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Q & A: Consular Processing

Consular Processing – Understanding the Process

Foreign nationals based overseas can process their immigrant visas at consular posts in their home countries. Individuals who violated their status in any way and are not eligible for adjustment of status under any of the enumerated exemptions must return to their home country for consular processing.

What are the Advantages to Consular Processing?

Unauthorized employment bars adjustment of status.  Section 245(c) of the Immigration and Nationality Act says that adjustment of status in the United States is not available to an alien who ?accepts unauthorized employment prior to filing an application for adjustment of status … or who has failed … to maintain continuously a lawful status since entry into the United States …?  This makes you statutorily ineligible for the process of ?adjustment?; it means that you are ineligible to obtain your green card in the United States.  

But this is not a problem when you obtain your immigrant visa through a consular office outside the United States.  The Consul applies a different set of laws and there is no problem with unauthorized employment when you obtain your visa through consular processing.  Furthermore, the Immigration and Naturalization Service (INS) has the discretion whether or not to grant adjustment of status.  On the other hand, the American consul must issue the visa unless he or she finds that you are disqualified.  This means that if you do not have AIDS or tuberculosis, if you are not a user or abuser of narcotics, or a prostitute or a communist, if you are not a smuggler or a terrorist, and if you have all the right papers then you will obtain the visa.  The consuls see their jobs as issuing visas.  The INS officers see their jobs as enforcing the immigration laws.  Granting of benefits is a low priority to immigration officers.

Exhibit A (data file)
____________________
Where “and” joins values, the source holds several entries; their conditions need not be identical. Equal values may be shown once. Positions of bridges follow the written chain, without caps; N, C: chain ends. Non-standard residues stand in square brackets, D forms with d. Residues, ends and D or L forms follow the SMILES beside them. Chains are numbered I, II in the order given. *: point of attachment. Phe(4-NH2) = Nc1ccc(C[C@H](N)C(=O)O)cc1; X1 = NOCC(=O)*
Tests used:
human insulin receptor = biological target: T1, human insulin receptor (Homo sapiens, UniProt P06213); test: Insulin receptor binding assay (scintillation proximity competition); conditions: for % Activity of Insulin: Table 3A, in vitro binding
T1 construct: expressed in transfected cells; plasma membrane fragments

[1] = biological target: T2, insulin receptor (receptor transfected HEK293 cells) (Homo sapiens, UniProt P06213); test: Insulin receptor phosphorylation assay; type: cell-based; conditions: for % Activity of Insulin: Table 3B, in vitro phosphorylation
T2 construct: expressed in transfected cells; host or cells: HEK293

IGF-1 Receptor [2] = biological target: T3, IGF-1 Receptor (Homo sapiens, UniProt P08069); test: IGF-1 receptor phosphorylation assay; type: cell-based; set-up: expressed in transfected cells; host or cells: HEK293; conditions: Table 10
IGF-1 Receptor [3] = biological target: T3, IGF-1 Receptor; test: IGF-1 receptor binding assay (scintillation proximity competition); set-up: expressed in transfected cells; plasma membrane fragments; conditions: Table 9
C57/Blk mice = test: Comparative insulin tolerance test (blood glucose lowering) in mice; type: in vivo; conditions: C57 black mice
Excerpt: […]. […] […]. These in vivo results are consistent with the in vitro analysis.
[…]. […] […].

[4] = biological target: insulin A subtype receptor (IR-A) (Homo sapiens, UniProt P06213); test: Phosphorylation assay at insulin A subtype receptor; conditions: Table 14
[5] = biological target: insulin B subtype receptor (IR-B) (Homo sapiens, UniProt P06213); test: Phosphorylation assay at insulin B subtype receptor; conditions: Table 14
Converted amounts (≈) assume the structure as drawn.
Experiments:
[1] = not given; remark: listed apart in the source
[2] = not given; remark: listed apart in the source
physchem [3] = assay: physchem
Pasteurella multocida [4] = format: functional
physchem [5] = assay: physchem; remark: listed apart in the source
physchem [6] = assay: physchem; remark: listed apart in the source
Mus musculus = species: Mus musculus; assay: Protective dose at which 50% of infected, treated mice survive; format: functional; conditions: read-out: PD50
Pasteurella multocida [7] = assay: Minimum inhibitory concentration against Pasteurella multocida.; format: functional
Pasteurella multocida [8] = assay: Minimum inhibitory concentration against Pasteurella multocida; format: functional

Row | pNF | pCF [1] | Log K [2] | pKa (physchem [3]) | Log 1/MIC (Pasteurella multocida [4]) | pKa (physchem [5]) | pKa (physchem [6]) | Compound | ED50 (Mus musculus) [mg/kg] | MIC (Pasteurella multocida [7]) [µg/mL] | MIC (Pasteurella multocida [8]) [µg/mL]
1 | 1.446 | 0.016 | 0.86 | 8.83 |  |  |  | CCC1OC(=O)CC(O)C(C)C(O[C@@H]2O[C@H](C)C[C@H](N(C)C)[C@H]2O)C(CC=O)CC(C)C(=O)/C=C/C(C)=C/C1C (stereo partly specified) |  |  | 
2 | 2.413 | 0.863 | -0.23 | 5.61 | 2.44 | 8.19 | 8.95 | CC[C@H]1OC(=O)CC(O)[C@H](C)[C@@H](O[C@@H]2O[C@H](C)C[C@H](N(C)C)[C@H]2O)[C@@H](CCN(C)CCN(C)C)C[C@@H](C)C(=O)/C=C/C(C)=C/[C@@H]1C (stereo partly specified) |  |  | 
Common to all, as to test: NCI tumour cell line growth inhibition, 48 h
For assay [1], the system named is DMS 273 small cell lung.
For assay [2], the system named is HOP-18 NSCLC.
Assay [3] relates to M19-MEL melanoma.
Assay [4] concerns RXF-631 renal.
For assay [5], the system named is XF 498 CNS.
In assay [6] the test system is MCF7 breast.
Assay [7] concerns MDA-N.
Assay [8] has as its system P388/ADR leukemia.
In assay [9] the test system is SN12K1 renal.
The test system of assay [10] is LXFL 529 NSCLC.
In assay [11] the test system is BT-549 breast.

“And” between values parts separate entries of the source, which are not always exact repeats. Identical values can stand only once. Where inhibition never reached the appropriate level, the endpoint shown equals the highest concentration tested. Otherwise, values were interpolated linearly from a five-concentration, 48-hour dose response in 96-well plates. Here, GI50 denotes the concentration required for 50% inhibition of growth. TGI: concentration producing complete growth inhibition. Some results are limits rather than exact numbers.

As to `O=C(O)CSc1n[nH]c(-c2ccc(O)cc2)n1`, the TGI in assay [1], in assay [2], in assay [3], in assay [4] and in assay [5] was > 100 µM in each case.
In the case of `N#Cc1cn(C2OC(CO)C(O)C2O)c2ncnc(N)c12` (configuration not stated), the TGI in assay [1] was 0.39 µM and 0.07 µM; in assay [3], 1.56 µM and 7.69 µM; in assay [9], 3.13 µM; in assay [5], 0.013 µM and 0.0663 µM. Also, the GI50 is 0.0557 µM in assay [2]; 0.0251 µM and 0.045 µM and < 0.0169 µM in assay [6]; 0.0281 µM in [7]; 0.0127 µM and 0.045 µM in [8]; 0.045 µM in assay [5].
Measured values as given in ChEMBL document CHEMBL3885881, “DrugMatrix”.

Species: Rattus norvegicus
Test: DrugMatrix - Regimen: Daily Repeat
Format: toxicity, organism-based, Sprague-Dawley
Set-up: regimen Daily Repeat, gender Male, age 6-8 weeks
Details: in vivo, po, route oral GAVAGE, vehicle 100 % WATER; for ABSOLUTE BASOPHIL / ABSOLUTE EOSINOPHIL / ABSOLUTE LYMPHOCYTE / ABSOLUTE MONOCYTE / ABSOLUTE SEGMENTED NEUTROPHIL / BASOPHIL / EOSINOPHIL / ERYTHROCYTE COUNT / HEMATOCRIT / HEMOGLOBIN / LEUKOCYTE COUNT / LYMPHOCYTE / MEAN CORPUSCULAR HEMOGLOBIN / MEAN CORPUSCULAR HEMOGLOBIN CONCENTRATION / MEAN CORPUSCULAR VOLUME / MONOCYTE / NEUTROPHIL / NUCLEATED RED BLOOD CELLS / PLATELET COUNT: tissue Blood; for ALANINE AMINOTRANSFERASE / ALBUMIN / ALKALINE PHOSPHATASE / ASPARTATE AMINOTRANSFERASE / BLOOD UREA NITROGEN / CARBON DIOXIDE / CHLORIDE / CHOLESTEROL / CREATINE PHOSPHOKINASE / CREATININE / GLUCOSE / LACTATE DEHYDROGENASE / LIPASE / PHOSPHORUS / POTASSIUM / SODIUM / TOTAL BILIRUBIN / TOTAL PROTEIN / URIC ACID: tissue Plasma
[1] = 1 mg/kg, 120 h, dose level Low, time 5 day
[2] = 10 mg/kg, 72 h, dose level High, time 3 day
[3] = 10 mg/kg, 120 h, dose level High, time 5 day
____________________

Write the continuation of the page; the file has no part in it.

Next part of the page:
The biggest advantage of consular processing is timing. Traditionally, immigrant visa processing at a U.S. consulate may save 3 to 18 months depending upon the U.S. consulate and the INS office that would have jurisdiction over the adjustment of status application.

What are the Disadvantages/potential problems to Consular Processing?

No appeals process. One of the major differences between consular processing and adjustment of status is that there is no appeals process if your case is denied by a consular officer.  An appeals process and a process allowing for the reopening of denied and closed cases both exist in the adjustment of status process along with attorney representation in the appeal and in the initial green card interview at the local INS office.

Leaving the U.S. for consular processing could trigger the Three and Ten Year Bars to Re-entering the U.S.   Under the 1996 Immigration Act, individuals who overstayed their nonimmigrant visas by more than 180 days would be barred from reentering the United States for three years. Individuals who overstayed their nonimmigrant visas for more than one year would be barred from reentering the United States for 10 years. There are very limited exceptions for overcoming these bars.

The above information is general in nature and is not intended to be considered or relied upon as legal advice.  To determine whether consular processing or adjustment of status is the best process for your case, consult an attorney. 

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